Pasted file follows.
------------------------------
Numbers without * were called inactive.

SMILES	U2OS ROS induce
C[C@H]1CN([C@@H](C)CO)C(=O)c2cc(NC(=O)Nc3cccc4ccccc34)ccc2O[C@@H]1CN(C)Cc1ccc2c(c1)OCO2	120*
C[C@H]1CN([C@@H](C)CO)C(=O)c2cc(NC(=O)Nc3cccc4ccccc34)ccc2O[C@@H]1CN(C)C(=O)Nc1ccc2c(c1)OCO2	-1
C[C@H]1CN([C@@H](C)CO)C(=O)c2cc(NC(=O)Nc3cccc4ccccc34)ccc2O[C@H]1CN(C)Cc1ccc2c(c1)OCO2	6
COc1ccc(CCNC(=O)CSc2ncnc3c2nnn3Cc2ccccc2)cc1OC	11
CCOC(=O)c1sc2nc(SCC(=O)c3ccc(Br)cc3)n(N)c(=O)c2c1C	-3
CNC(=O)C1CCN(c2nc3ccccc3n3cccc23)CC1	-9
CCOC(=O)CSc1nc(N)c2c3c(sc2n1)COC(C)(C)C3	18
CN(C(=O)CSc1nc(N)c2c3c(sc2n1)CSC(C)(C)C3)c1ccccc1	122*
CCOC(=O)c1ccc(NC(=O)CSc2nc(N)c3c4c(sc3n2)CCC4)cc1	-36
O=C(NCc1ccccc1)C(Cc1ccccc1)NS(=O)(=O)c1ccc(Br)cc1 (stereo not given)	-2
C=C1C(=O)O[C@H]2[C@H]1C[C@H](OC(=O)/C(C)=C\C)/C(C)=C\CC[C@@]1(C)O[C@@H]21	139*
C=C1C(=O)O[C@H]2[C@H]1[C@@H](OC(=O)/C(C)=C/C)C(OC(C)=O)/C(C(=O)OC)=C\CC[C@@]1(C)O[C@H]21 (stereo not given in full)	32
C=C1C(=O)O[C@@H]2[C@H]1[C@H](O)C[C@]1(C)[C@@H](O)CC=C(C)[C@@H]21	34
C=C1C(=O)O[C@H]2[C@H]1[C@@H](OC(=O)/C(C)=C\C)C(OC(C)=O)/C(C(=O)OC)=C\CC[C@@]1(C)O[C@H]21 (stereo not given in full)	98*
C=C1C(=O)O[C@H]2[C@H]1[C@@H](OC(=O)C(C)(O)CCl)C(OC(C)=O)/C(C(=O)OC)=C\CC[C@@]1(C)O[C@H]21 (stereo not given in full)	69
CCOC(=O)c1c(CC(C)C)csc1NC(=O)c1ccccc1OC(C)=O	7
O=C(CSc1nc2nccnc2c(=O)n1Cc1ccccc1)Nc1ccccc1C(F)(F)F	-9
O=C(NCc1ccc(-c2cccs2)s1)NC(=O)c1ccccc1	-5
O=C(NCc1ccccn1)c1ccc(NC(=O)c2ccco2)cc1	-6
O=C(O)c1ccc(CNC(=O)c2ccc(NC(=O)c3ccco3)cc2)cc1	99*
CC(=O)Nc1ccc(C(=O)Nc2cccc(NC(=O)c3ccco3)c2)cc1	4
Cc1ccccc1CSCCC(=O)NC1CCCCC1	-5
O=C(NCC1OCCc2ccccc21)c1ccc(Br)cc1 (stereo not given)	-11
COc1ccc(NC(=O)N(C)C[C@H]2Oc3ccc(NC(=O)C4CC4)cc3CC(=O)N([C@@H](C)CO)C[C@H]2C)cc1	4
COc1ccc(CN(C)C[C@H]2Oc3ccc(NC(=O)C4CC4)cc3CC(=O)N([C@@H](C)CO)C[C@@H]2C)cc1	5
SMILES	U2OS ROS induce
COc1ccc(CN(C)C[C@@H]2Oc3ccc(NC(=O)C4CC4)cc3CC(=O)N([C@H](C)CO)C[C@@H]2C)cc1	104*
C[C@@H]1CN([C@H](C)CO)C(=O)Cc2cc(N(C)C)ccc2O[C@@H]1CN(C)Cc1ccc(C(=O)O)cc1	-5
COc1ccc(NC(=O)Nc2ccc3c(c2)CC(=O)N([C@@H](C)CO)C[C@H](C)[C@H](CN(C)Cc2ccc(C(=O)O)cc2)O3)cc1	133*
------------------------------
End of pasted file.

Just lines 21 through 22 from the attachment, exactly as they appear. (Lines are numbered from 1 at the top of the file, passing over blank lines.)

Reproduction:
O=C(NCc1ccccn1)c1ccc(NC(=O)c2ccco2)cc1	-6
O=C(O)c1ccc(CNC(=O)c2ccc(NC(=O)c3ccco3)cc2)cc1	99*